In March, Justice Gregory Bowden of the Supreme Court of British Columbia, Canada ruled that a 14-year-old girl, who was experiencing gender-dysphoria, could receive testosterone injections without parental consent. Now, the father of the girl is subject to arrest, without a warrant, if any police officer has “reasonable” grounds to believe that he has referred to his daughter by her birth sex (she) instead of calling them a male.
Against the Law
Justice Gregory Bowden’s ruling which allowed a 14-year-old girl to begin receiving testosterone injections without he parents consent has been hailed as a significant legal win by LGBTQ activists. Bowden went further in his ruling, stating that if either of the girl’s parents referred to their daughter as a girl, they would be guilty of family violence according to the Canadian Family Law Act.
Since that ruling the girl’s father, Clark*, concerned for his young daughter’s health, has been seeking to find a reversal to Bowden’s decision. “[I want] to save my daughter,” Clark stated. “I think a small window still exists to let that happen,” but a few more months of legal wrangling—a year, at most—and that window will have shut. A courtroom victory, then, even if it might benefit others from the standpoint of precedent, would be but cold comfort to a father’s heart.” 
Hoping to bring awareness to his case as a parent, Clark did multiple interviews with various news outlets- all the while refusing to refer to his transgender daughter as a boy. Thus Justice Francesca Marzari of the Supreme Court of British Columbia, Canada, declared Clark to be guilty of “family violence” based on his repeated “expressions of rejection of [her] gender identity.” 
Marzari then ordered the father to not talk about his daughter’s case to the public at all. After concerns of Marzari limiting Clark’s freedom of speech, Marzari stated that she was not overriding Clark’s “freedom of thought and speech.” “There is no requirement that [Clark] change his views about what is best for [his daughter],” she explained. “It is only how he expresses those views privately to [his daughter] and publically to third parties that is affected.”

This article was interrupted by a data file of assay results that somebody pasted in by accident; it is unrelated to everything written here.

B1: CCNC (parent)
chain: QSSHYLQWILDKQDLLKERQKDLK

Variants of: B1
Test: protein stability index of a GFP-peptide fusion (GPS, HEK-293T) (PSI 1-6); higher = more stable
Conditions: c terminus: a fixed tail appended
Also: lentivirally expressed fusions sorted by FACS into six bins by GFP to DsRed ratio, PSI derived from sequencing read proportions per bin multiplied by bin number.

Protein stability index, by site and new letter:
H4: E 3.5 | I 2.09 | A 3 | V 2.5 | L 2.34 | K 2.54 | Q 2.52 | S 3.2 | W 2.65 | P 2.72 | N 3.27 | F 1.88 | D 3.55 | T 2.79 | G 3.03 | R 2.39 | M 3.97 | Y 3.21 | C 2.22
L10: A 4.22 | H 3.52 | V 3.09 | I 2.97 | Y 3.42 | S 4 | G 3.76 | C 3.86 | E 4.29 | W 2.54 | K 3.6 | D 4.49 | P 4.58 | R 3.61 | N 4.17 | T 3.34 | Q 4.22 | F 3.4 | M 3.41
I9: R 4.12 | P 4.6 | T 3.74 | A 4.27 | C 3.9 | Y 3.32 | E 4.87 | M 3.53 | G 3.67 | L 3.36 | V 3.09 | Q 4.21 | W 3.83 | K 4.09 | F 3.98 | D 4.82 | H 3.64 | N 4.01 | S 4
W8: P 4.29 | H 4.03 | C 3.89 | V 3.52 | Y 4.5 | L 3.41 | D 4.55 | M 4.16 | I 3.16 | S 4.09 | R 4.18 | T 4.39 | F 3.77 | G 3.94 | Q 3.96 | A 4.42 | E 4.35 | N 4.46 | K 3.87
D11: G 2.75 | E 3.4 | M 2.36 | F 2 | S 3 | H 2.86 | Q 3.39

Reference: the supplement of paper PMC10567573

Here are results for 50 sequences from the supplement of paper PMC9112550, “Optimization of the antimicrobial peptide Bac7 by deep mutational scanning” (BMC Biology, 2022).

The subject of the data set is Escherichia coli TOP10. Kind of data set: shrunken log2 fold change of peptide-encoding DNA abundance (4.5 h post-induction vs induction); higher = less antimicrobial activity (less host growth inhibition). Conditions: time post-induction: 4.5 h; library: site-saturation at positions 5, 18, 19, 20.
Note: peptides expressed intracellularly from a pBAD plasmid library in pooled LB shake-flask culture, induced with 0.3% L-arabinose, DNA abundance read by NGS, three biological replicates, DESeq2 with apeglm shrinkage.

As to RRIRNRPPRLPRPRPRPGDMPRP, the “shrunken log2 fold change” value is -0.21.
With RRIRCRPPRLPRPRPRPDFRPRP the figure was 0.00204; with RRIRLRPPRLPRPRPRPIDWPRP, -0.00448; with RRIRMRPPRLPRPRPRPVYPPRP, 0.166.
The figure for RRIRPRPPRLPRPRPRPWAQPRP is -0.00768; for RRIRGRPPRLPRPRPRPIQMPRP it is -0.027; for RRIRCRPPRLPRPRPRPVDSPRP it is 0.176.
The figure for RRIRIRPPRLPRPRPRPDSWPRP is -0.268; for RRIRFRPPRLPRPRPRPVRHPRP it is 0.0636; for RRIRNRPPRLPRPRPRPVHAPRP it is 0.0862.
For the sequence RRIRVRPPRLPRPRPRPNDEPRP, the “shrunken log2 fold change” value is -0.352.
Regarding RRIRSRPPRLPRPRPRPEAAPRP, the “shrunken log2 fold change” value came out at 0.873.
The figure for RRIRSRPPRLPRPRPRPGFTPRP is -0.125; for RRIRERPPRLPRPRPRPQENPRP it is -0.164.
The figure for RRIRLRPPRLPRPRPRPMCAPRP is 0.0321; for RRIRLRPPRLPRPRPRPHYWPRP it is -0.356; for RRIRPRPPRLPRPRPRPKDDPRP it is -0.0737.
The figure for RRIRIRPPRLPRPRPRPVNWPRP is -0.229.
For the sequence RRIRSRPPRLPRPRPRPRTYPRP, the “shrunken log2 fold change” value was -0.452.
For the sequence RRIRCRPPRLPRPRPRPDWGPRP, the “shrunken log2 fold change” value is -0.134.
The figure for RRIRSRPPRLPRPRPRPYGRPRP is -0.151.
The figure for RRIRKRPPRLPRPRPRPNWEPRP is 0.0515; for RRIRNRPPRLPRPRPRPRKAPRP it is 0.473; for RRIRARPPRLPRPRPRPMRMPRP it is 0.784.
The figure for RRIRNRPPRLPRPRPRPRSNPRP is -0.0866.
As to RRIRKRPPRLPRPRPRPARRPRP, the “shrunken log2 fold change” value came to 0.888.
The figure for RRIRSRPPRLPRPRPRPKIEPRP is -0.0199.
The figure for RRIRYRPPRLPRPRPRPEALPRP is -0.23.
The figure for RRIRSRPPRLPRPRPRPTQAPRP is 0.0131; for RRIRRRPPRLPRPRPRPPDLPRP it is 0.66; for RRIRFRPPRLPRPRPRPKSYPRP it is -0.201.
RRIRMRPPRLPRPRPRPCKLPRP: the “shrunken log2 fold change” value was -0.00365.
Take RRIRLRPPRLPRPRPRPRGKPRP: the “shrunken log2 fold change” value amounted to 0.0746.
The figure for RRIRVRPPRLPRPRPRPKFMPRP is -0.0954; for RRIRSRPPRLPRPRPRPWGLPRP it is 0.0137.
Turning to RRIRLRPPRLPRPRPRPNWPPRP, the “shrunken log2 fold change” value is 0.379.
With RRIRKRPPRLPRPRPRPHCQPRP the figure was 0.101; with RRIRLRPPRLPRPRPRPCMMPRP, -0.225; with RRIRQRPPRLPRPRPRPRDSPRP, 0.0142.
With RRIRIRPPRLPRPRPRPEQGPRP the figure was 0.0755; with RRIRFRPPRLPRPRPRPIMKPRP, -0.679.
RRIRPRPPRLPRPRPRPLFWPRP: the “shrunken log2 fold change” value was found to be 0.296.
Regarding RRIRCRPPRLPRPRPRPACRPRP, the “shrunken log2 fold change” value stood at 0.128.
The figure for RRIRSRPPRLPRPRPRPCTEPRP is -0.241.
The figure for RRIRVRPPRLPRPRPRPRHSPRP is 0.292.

Later, the Supreme Court issued another, more severe “protection order,”  which states that Clark is subject to arrest if he, in any way, refers to his daughter as a girl in public or in private. The document goes on to say that any police can arrest the father, without a warrant, if they have “reasonable” grounds to believe he misgendered his daughter. 
The new court order states that Clark cannot discuss his daughter’s gender identity in public, or share court documents which describe his gag order. Strangely enough, those documents are publicly available.
*Names are pseudonyms, court documents refer to the father as CD and the media refers to him as Clark.
- ^“‘Doctor’ Advises Threatening Suicide To Get Trans Treatments For Kids.” Federalist, 1 Apr. 2019, thefederalist.com/2019/04/01/doctor-advises-threatening-suicide-get-transgender-treatments-kids. (go back↩)
- ^“Marzari Decision – protection order – redacted.pdf.” 29 Apr. 2019, www.docdroid.net/ODiyOzq/marzari-decision-protection-order-redacted.pdf#page=2. (go back↩)
- ^“2019 BCSC 604 A.B. v. C.D. and E.F.” 18 Apr. 2019, www.courts.gov.bc.ca/jdb-txt/sc/19/06/2019BCSC0604.htm. (go back↩)
- ^“Authorities To Arrest Father If He Refers To Trans Child As Her Real Sex.” Federalist, 29 Apr. 2019, thefederalist.com/2019/04/29/authorities-arrest-canadian-father-refers-trans-child-real-sex. (go back↩)